What is cold brew concentrate?
Cold brew is coarsely ground coffee that’s been brewed with cold water for 14 to 18 hours. The cold water allows for a slow, gentle extraction process that yields a rich and low-acid brew. Cold brew concentrate — as opposed to coffee concentrate, which is made with hot water — is the undiluted form of cold brew coffee that is used as a base for iced coffee and beyond.
How to make cold brew coffee concentrate
Making cold brew concentrate is a great way to prepare your daily cup ahead of time, though it does take a bit of patience. Luckily, we’ve made it easy for you.
Using Trade Cold Brew Bags, add 3 ounces (or 85 grams) of coarsely ground coffee. If you’re not weighing, use the cold brew bag’s drawstring as a guide. (pro tip: Don’t overfill your bag, as you want the water to be able to mingle with all of the coffee grounds.)
Place your coffee-filled bag in your quart jar, add 16 ounces (or 473 grams) of cold water or room temperature water, and seal it with a lid. It’s super-important to use cold water, as you want to prevent any oxidation or over-extraction, which will yield bitter, sour, and stale flavors.
Place your jar in a place that is cool and dark for 14 to 18 hours. If your home is on the warmer side use less time, and if you’re in a cooler environment, stick to the higher end of the time range.
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At the end of your brew time, remove the cold brew bag and discard or compost. You now have your very own cold brew concentrate!
Cold Brew Coffee Concentrate Recipe:
- 3 oz/85 g coarsely ground coffee
- 16 oz/473 g cold water
- 1 Trade Cold Brew Bag
How to use cold brew concentrate
There are endless possibilities of what to do with cold brew concentrate. Cold brew coffee concentrate is a versatile, choose your own adventure-type ingredient. So, it’s entirely up to you to choose what you’d like to use to dilute your concentrate. You can either keep it simple with ice, add a little richness with milk, use the concentrate as a base for a coffee cocktail, or as an ingredient in your favorite coffee-based baking recipe.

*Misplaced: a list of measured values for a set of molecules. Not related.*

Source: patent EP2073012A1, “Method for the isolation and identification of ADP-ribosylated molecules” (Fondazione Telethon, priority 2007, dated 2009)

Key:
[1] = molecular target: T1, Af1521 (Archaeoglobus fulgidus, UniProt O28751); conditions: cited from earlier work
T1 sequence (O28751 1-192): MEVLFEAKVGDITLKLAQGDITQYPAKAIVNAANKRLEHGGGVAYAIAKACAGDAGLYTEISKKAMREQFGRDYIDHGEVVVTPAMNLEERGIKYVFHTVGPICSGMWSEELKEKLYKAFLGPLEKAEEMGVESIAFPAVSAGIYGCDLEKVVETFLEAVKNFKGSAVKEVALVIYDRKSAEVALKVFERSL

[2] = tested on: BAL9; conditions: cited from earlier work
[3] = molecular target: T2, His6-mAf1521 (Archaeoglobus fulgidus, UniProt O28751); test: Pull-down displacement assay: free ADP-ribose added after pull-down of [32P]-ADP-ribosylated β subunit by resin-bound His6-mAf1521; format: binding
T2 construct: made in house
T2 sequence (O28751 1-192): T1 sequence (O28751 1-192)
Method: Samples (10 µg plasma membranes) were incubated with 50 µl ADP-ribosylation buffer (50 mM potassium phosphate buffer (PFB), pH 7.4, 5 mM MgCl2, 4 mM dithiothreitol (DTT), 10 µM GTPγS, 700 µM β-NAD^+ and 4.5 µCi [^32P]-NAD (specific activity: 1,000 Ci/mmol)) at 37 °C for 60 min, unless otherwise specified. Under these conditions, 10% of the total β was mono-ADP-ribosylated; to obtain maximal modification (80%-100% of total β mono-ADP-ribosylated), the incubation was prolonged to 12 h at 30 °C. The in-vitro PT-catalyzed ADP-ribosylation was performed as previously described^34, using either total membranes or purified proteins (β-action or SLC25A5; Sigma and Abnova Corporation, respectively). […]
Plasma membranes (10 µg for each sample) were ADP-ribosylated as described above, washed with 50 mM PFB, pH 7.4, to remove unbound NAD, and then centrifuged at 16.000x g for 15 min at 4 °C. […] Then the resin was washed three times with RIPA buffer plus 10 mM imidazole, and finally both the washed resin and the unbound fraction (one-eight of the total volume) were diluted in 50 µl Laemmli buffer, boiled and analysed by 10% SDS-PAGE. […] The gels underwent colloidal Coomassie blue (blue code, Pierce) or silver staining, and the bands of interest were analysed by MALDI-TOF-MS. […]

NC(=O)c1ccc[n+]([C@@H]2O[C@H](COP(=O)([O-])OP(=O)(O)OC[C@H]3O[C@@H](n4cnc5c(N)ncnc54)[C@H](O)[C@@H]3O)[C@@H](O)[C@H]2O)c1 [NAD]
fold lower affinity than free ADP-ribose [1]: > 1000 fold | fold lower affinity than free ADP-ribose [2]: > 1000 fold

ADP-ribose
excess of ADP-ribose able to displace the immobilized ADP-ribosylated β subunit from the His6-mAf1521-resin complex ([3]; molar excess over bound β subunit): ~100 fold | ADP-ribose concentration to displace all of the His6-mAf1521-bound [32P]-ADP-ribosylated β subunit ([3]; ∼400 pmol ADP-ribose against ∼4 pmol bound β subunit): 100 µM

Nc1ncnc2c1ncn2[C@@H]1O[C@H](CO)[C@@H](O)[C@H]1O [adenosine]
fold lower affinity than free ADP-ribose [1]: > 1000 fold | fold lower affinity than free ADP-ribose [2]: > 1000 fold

While cold brew concentrate is the magic ingredient for a variety of drinks, the concentrate should never be heated up. While it could be tempting to create a cup of hot coffee that’s every bit as smooth as your favorite cup of cold brew, reheating coffee drastically changes the chemical make-up. Coffee is full of compounds that, when reheated, will result in a cup that is astringent and bitter.
How much cold brew concentrate to use
After making your cold brew concentrate, you’ll want to dilute it before consuming. When choosing a starting point of how much water to add to cold brew concentrate, start with a one to two ratio of concentrate to water and dilute to taste. This same principle can be applied when using milk in place of water.
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Here’s a great example of how to make a cold brew concentrate latte.
- Cold Brew Concentrate Latte
- 2 oz cold brew concentrate
- 4 oz milk of choice
- 4 oz ice
Cold brew concentrate pro tips
During the coffee extraction process, solubles are dissolved that give the final product flavor. Fruit acids, sugars, and bittering components are extracted at different rates, and with cold brew’s slower, gentler rate of extraction, it can be one that is easy to lose control of.
While it may be tempting to extend the brewing process to achieve a stronger brew, anything beyond 14 to 18 hours will lack sweetness and have more unpleasant bitter flavors. Instead, try adding less water or more coffee to adjust the strength of your final concentrate.
Cold brew concentrate is shelf stable for up to a week after brewing, but does start to lose some of its aromatics before expiration. To preserve the flavor of your cold brew concentrate — and slow the process of oxidation — keep it sealed tightly in a clean container in a refrigerated environment.
Coffee recommendations for making cold brew concentrate
For a traditional cold brew
Red Rooster’s Honduras Mujale is the perfect pairing with milk for a deeply sweet and nutty cup.
For a versatile cold brew
Full-bodied with a buttery mouthfeel and a playful acidity of cherry and melon, with a lingering chocolaty sweetness. Equator’s Peru Cajamarca is both bold and delicate, equally satisfying as hot or cold brew.
For a surprising cold brew
City of Saints Ethiopia Girma Esthetu is giving us iced tea lemonade vibes with expressive notes of black tea, cocoa, and raspberry that will forever remind you of the taste of summer.
For a decaf cold brew
Novo’s Decaf Espresso Novo isn’t just for espresso. It’s rich and complex with a distinct caramel sweetness that will turn any cold brew creation into a treat.
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